LONDON, Nov 30 (Reuters) – British Prime Minister David
Cameron woke on Friday to find usually hostile newspapers
gushing about his statesman-like qualities after he signalled
his opposition to a new law governing the press.
After his party suffered a night of humiliation in three
parliamentary elections, instead of facing questions over his
leadership, he was cheered for rejecting the main plank of
proposals from a public inquiry he set up in the wake of outrage
at the excesses of tabloid newspapers.
LONDON (Reuters) – Lord Justice Brian Leveson produced plans for the toughest regulation of the British press in 300 years on Thursday after decades of misbehavior, final warnings and universal acceptance that the current system had failed.
Although rows lie ahead over whether a law will be required to underpin Leveson’s vision for a tough new regulator, the 63-year-old has shrewdly found a way forward which indicates that much of which he suggests is likely to be accepted by even his harshest critics.
LONDON (Reuters) – British Prime Minister David Cameron said on Thursday that he had serious concerns about legislation to regulate the media, risking a split in his coalition after a damning inquiry triggered by a phone-hacking scandal proposed a press watchdog backed in law.
Opposing a legal foundation to an independent press regulator will delight the British media ahead of the 2015 election but will deepen a divide in Cameron’s coalition government and within his own party.
LONDON (Reuters) – A far-reaching inquiry into British newspapers called for a new independent watchdog enshrined in law to regulate the press, to prevent a repeat of the excesses which led to a phone hacking scandal at Rupert Murdoch’s News of the World tabloid.
The recommendation on Thursday meant Prime Minister David Cameron faced angering either senior figures in his party and Britain’s newspapers or his coalition partners and the public.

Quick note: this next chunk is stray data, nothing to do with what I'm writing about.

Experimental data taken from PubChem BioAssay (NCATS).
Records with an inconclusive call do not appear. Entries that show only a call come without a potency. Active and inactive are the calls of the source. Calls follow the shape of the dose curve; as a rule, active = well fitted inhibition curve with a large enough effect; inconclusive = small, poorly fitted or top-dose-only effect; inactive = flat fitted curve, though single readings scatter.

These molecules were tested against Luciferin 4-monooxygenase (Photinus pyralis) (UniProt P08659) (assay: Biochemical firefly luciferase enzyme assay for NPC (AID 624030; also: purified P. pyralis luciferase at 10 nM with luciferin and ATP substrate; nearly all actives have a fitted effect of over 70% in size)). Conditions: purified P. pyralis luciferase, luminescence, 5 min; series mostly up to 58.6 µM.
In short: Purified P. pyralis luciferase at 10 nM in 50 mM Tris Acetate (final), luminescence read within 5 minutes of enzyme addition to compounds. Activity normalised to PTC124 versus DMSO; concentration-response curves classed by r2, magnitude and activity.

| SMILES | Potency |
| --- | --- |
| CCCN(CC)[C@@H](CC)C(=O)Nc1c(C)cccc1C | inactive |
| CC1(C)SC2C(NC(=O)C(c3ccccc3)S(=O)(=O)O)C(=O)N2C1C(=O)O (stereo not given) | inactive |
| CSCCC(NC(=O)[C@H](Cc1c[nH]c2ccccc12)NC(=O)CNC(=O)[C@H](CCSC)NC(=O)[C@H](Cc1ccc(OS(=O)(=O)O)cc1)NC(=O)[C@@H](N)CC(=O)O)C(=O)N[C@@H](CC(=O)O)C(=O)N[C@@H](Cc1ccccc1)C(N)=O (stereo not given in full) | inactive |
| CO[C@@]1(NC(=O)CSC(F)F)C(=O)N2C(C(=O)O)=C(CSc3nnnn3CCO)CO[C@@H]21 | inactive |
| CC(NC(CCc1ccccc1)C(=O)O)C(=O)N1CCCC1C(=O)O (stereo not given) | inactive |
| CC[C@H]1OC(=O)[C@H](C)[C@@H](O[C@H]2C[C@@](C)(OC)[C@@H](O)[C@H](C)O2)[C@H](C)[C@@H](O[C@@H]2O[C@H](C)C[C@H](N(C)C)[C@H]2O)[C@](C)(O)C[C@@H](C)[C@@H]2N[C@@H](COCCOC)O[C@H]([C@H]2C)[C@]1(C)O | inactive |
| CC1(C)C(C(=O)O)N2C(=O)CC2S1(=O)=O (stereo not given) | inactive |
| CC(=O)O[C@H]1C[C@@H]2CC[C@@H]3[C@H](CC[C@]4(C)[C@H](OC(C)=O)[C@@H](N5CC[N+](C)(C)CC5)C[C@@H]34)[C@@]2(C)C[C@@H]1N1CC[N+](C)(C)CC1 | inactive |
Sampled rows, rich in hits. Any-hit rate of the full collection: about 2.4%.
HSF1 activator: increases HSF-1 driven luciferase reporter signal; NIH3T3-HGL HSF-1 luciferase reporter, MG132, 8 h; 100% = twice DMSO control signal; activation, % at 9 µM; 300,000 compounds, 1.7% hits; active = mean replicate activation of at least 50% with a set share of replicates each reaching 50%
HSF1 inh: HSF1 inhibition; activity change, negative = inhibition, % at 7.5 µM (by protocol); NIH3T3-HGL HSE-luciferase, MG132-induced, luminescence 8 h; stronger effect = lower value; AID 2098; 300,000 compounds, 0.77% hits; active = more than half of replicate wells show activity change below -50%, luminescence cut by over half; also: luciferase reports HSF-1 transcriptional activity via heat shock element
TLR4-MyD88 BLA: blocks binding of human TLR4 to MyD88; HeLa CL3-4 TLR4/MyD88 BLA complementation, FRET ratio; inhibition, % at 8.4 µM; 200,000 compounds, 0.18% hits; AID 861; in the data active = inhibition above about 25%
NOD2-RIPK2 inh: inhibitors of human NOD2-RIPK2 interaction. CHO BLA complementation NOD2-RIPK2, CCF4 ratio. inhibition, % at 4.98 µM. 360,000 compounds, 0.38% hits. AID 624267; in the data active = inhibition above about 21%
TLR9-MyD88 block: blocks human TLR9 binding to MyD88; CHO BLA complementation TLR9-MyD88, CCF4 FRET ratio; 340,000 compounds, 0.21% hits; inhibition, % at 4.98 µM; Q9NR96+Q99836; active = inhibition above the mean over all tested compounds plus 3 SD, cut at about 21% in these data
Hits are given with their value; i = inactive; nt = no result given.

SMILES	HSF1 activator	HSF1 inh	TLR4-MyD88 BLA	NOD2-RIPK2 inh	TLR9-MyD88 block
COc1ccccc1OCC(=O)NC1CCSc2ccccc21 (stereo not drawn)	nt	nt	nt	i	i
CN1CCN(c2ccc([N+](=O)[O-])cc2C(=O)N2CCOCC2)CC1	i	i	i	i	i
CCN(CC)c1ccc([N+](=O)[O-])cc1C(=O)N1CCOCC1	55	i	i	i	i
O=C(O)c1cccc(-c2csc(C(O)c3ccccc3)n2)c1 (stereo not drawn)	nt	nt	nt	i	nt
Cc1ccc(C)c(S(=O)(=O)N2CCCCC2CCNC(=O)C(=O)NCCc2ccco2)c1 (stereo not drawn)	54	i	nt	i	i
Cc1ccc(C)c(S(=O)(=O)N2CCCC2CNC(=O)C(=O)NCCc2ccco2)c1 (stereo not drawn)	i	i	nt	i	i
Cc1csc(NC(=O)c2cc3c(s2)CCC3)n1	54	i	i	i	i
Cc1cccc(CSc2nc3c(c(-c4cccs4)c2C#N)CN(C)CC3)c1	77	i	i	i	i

LONDON (Reuters) – Prime Minister David Cameron faces a no-win dilemma on Thursday when a far-reaching inquiry into British newspapers delivers its verdict on how to curb the excesses of the country’s notoriously aggressive press.
Cameron, who was embarrassed when details of his personal links to Rupert Murdoch and his media empire emerged at the inquiry, will have to decide whether to accept its findings, which risk dividing his coalition government and angering an already hostile press.
LONDON, Nov 27 (Reuters) – The head of the BBC’s governing
body defended paying a “hell of a lot of money” to the
corporation’s ex-boss on Tuesday and said the cost of two
inquiries into the causes of his departure would have to come
from its publicly-funded coffers.
Director general George Entwistle came under fire for the
BBC’s slow and unconvincing response to revelations a former
star presenter, the late Jimmy Savile, was a serial paedophile,
and for a programme featuring false sex abuse allegations.
LONDON (Reuters) – After a year-long public inquiry exposed the worst excesses of Britain’s raucous newspapers, the press is battling to avoid any proposals for tougher regulation next week, and Prime Minister David Cameron will come under fire whatever he decides.
Senior judge Brian Leveson is set to announce by the end of November the findings of his dissection of the industry, which was prompted by a phone-hacking scandal at Rupert Murdoch’s News of the World Sunday, a News Corp tabloid the media tycoon then shut down.
LONDON, Nov 12 (Reuters) – Britain’s BBC could be doomed
unless it makes radical changes, the head of its governing trust
said, after its director general quit to take the blame for the
airing of false child sex abuse allegations against a former
BBC Trust chairman Chris Patten said on Sunday confidence
had to be restored if the publicly funded corporation was to
withstand pressure from rivals, especially Rupert Murdoch’s
media empire, which would try to take advantage of the turmoil.
LONDON, Nov 11 (Reuters) – Britain’s BBC must undergo a
radical overhaul in the wake of “shoddy” journalism which led to
the resignation of its chief or its future will be in doubt, the
head of the state-funded broadcaster’s governing body said on
Chris Patten, chairman of the BBC Trust, said opponents of
the BBC, especially Rupert Murdoch’s media empire, would take
advantage of the turmoil to up the pressure on its long-term
LONDON, Nov 11 (Reuters) – BBC director general George
Entwistle has resigned just two months into the job, after the
state-funded broadcaster aired mistaken allegations of child sex
abuse against a former leading politician.
The BBC was already reeling from revelations that a
long-time star presenter had been a paedophile, and the
conspicuous failure to apply normal journalistic standards was
the last thing it needed.